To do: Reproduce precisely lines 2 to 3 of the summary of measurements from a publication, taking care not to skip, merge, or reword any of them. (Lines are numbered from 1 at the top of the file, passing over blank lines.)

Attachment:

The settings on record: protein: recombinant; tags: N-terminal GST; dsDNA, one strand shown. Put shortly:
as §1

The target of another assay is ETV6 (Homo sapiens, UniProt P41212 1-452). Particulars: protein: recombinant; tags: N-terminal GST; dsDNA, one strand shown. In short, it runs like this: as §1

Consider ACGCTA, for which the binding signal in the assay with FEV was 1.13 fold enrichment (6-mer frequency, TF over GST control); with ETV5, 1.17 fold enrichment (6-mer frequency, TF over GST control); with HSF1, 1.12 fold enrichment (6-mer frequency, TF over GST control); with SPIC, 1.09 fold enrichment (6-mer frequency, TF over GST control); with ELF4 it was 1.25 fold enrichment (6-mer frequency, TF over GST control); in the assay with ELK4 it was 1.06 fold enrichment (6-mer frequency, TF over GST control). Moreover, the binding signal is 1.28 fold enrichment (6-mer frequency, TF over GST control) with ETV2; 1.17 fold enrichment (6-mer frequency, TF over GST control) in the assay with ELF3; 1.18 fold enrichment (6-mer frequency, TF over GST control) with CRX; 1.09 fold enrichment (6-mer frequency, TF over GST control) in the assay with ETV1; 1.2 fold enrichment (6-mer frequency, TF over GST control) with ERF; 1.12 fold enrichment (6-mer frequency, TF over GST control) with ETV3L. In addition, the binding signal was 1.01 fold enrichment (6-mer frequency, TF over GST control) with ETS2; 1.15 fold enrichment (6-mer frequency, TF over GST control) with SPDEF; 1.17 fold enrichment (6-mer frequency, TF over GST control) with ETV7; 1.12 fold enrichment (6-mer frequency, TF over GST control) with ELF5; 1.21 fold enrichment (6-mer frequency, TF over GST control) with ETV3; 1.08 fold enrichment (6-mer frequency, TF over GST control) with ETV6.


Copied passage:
as §1

The target of another assay is ETV6 (Homo sapiens, UniProt P41212 1-452). Particulars: protein: recombinant; tags: N-terminal GST; dsDNA, one strand shown. In short, it runs like this: as §1